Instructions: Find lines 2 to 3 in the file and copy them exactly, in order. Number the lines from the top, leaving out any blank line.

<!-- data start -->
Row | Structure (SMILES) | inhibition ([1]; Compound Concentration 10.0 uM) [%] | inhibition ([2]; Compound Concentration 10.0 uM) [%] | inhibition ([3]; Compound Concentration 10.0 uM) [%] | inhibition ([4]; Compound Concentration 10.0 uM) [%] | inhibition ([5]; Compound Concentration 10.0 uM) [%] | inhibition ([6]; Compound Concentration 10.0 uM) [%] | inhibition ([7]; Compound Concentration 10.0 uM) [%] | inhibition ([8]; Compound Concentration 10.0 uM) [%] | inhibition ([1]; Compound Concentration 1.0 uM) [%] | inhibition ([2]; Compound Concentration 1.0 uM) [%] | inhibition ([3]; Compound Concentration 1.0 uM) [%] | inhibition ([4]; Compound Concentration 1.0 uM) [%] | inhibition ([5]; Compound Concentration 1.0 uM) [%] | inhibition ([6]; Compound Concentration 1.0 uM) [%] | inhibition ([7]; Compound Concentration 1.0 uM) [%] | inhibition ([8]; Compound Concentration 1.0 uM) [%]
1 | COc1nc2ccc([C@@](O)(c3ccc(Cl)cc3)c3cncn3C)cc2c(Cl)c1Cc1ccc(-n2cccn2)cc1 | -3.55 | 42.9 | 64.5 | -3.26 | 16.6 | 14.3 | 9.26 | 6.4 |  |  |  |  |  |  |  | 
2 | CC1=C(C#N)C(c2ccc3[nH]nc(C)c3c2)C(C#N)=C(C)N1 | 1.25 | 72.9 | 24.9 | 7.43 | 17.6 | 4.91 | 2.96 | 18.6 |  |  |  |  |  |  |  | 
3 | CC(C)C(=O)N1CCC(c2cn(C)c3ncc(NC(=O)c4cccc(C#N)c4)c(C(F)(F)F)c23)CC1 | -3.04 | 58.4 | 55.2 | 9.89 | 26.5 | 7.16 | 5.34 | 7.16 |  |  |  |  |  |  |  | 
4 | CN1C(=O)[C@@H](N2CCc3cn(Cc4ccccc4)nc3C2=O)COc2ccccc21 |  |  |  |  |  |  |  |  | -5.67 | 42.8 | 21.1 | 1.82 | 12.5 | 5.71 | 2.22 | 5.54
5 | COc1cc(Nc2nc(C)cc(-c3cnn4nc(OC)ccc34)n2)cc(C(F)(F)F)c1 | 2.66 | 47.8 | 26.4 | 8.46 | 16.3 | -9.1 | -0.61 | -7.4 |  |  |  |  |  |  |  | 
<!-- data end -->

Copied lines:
1 | COc1nc2ccc([C@@](O)(c3ccc(Cl)cc3)c3cncn3C)cc2c(Cl)c1Cc1ccc(-n2cccn2)cc1 | -3.55 | 42.9 | 64.5 | -3.26 | 16.6 | 14.3 | 9.26 | 6.4 |  |  |  |  |  |  |  | 
2 | CC1=C(C#N)C(c2ccc3[nH]nc(C)c3c2)C(C#N)=C(C)N1 | 1.25 | 72.9 | 24.9 | 7.43 | 17.6 | 4.91 | 2.96 | 18.6 |  |  |  |  |  |  |  | 